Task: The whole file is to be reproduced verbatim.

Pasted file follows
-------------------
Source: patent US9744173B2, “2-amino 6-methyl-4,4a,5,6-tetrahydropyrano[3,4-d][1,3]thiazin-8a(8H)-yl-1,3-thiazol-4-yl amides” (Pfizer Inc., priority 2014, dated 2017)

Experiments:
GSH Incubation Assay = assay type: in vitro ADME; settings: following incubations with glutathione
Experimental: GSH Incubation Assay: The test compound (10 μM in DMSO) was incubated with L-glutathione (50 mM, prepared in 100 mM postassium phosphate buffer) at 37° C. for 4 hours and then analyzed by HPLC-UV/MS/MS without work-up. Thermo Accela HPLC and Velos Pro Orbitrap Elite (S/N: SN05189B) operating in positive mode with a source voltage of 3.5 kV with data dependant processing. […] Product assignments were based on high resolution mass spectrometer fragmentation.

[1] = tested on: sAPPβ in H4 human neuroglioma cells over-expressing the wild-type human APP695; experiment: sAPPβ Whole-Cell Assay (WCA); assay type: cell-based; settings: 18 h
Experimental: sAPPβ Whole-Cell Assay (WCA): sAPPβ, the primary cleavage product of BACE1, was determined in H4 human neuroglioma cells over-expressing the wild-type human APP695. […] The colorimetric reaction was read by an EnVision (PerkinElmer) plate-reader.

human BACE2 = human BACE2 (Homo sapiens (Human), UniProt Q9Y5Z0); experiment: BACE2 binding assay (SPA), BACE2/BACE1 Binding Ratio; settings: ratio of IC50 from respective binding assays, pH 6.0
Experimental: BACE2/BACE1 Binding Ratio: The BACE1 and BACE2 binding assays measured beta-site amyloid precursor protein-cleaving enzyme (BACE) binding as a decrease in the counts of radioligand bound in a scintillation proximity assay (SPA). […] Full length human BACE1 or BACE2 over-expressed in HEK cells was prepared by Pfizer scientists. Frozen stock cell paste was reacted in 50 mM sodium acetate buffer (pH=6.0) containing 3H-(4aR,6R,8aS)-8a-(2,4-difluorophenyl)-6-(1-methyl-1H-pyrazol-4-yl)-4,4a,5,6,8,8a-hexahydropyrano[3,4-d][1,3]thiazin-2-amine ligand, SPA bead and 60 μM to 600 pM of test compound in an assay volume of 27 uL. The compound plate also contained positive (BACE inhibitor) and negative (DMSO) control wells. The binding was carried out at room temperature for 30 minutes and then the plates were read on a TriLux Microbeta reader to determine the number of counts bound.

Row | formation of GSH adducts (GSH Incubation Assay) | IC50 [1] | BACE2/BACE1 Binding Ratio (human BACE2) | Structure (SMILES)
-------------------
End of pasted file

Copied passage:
Source: patent US9744173B2, “2-amino 6-methyl-4,4a,5,6-tetrahydropyrano[3,4-d][1,3]thiazin-8a(8H)-yl-1,3-thiazol-4-yl amides” (Pfizer Inc., priority 2014, dated 2017)

Experiments:
GSH Incubation Assay = assay type: in vitro ADME; settings: following incubations with glutathione
Experimental: GSH Incubation Assay: The test compound (10 μM in DMSO) was incubated with L-glutathione (50 mM, prepared in 100 mM postassium phosphate buffer) at 37° C. for 4 hours and then analyzed by HPLC-UV/MS/MS without work-up. Thermo Accela HPLC and Velos Pro Orbitrap Elite (S/N: SN05189B) operating in positive mode with a source voltage of 3.5 kV with data dependant processing. […] Product assignments were based on high resolution mass spectrometer fragmentation.

[1] = tested on: sAPPβ in H4 human neuroglioma cells over-expressing the wild-type human APP695; experiment: sAPPβ Whole-Cell Assay (WCA); assay type: cell-based; settings: 18 h
Experimental: sAPPβ Whole-Cell Assay (WCA): sAPPβ, the primary cleavage product of BACE1, was determined in H4 human neuroglioma cells over-expressing the wild-type human APP695. […] The colorimetric reaction was read by an EnVision (PerkinElmer) plate-reader.

human BACE2 = human BACE2 (Homo sapiens (Human), UniProt Q9Y5Z0); experiment: BACE2 binding assay (SPA), BACE2/BACE1 Binding Ratio; settings: ratio of IC50 from respective binding assays, pH 6.0
Experimental: BACE2/BACE1 Binding Ratio: The BACE1 and BACE2 binding assays measured beta-site amyloid precursor protein-cleaving enzyme (BACE) binding as a decrease in the counts of radioligand bound in a scintillation proximity assay (SPA). […] Full length human BACE1 or BACE2 over-expressed in HEK cells was prepared by Pfizer scientists. Frozen stock cell paste was reacted in 50 mM sodium acetate buffer (pH=6.0) containing 3H-(4aR,6R,8aS)-8a-(2,4-difluorophenyl)-6-(1-methyl-1H-pyrazol-4-yl)-4,4a,5,6,8,8a-hexahydropyrano[3,4-d][1,3]thiazin-2-amine ligand, SPA bead and 60 μM to 600 pM of test compound in an assay volume of 27 uL. The compound plate also contained positive (BACE inhibitor) and negative (DMSO) control wells. The binding was carried out at room temperature for 30 minutes and then the plates were read on a TriLux Microbeta reader to determine the number of counts bound.

Row | formation of GSH adducts (GSH Incubation Assay) | IC50 [1] | BACE2/BACE1 Binding Ratio (human BACE2) | Structure (SMILES)